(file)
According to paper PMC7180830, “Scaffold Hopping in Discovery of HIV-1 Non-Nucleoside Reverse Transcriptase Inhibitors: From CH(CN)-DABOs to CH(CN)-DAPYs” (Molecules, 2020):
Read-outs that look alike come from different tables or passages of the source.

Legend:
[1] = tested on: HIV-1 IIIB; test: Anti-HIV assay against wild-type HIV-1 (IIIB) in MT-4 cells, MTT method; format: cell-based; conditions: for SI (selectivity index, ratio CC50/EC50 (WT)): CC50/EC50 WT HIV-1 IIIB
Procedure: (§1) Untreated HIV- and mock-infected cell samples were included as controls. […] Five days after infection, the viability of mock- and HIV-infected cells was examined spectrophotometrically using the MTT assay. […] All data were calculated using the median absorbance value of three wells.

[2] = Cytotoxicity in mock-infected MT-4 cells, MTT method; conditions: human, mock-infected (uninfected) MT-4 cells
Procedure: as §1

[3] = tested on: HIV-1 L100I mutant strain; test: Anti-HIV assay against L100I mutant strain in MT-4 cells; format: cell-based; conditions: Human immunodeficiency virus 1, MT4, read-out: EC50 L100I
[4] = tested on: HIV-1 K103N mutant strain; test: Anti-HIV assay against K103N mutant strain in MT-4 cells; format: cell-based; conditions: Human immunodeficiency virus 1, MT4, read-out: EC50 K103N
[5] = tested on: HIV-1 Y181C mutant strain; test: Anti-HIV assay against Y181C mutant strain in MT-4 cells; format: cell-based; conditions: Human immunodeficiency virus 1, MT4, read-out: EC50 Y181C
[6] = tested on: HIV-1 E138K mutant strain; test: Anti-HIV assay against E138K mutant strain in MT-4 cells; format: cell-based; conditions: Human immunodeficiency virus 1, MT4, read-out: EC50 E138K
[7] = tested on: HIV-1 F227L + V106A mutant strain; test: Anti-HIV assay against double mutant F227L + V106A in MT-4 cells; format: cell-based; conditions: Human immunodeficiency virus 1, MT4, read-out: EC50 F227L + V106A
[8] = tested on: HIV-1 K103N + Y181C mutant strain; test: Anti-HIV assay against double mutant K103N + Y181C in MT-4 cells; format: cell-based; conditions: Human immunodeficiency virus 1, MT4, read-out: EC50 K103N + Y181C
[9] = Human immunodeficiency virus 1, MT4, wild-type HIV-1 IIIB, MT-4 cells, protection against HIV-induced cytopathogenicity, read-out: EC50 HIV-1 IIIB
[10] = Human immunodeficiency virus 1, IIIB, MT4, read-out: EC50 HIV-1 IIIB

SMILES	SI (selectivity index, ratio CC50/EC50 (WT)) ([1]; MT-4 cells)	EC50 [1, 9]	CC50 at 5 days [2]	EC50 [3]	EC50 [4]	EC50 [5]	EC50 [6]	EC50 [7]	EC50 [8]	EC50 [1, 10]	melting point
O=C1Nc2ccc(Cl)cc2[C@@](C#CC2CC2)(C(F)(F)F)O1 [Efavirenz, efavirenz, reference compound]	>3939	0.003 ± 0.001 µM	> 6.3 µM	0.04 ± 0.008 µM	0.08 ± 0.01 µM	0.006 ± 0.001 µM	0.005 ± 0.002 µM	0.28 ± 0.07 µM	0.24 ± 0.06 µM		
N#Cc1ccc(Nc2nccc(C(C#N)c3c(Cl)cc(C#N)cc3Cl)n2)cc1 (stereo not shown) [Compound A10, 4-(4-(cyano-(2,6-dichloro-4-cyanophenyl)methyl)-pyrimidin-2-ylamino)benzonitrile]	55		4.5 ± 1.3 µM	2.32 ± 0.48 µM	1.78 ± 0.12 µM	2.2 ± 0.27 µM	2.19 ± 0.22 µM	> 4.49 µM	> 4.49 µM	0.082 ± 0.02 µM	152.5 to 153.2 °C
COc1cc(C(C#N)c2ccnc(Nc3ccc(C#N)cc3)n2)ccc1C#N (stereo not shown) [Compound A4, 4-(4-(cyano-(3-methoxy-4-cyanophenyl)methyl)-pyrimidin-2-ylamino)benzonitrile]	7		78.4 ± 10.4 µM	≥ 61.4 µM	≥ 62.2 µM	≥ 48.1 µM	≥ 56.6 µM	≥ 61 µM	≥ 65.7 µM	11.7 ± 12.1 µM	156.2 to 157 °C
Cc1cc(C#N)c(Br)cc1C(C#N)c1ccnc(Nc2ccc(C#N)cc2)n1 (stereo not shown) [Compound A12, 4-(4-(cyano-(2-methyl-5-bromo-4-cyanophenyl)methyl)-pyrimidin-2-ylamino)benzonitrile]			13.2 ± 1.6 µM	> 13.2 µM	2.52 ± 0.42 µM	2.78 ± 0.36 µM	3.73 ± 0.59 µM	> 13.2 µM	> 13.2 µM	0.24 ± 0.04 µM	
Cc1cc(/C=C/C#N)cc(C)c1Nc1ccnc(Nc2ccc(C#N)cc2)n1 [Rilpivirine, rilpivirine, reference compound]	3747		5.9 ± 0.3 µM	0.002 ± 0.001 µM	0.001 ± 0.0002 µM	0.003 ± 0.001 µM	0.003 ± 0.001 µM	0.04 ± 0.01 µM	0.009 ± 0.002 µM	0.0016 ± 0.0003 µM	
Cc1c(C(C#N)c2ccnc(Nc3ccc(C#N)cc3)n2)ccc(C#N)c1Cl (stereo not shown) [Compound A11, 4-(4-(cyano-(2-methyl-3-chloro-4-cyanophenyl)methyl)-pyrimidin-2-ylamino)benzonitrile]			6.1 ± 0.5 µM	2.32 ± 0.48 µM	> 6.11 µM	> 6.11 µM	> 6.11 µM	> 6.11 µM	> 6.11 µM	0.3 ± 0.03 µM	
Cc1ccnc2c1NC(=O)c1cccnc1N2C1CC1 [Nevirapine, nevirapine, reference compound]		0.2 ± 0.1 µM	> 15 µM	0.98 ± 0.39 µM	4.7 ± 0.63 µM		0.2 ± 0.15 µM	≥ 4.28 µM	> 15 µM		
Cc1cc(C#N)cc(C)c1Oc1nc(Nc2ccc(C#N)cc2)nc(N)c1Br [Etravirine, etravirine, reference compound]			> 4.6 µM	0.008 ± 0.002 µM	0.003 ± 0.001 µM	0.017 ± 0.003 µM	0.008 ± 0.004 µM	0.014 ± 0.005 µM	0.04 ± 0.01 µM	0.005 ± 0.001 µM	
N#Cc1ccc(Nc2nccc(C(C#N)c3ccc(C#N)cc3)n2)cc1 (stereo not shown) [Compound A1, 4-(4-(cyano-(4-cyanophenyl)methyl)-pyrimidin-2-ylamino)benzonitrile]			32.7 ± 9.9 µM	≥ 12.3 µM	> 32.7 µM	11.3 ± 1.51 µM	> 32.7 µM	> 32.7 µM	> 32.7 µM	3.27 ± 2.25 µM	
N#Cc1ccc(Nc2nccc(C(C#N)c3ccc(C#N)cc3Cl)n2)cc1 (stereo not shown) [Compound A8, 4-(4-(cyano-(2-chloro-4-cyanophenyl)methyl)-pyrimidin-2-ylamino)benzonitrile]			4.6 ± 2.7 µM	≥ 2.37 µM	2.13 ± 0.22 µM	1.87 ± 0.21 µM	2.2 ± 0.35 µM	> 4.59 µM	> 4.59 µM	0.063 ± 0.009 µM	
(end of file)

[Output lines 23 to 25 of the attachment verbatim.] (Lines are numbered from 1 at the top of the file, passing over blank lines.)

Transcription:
Cc1ccnc2c1NC(=O)c1cccnc1N2C1CC1 [Nevirapine, nevirapine, reference compound]		0.2 ± 0.1 µM	> 15 µM	0.98 ± 0.39 µM	4.7 ± 0.63 µM		0.2 ± 0.15 µM	≥ 4.28 µM	> 15 µM		
Cc1cc(C#N)cc(C)c1Oc1nc(Nc2ccc(C#N)cc2)nc(N)c1Br [Etravirine, etravirine, reference compound]			> 4.6 µM	0.008 ± 0.002 µM	0.003 ± 0.001 µM	0.017 ± 0.003 µM	0.008 ± 0.004 µM	0.014 ± 0.005 µM	0.04 ± 0.01 µM	0.005 ± 0.001 µM	
N#Cc1ccc(Nc2nccc(C(C#N)c3ccc(C#N)cc3)n2)cc1 (stereo not shown) [Compound A1, 4-(4-(cyano-(4-cyanophenyl)methyl)-pyrimidin-2-ylamino)benzonitrile]			32.7 ± 9.9 µM	≥ 12.3 µM	> 32.7 µM	11.3 ± 1.51 µM	> 32.7 µM	> 32.7 µM	> 32.7 µM	3.27 ± 2.25 µM	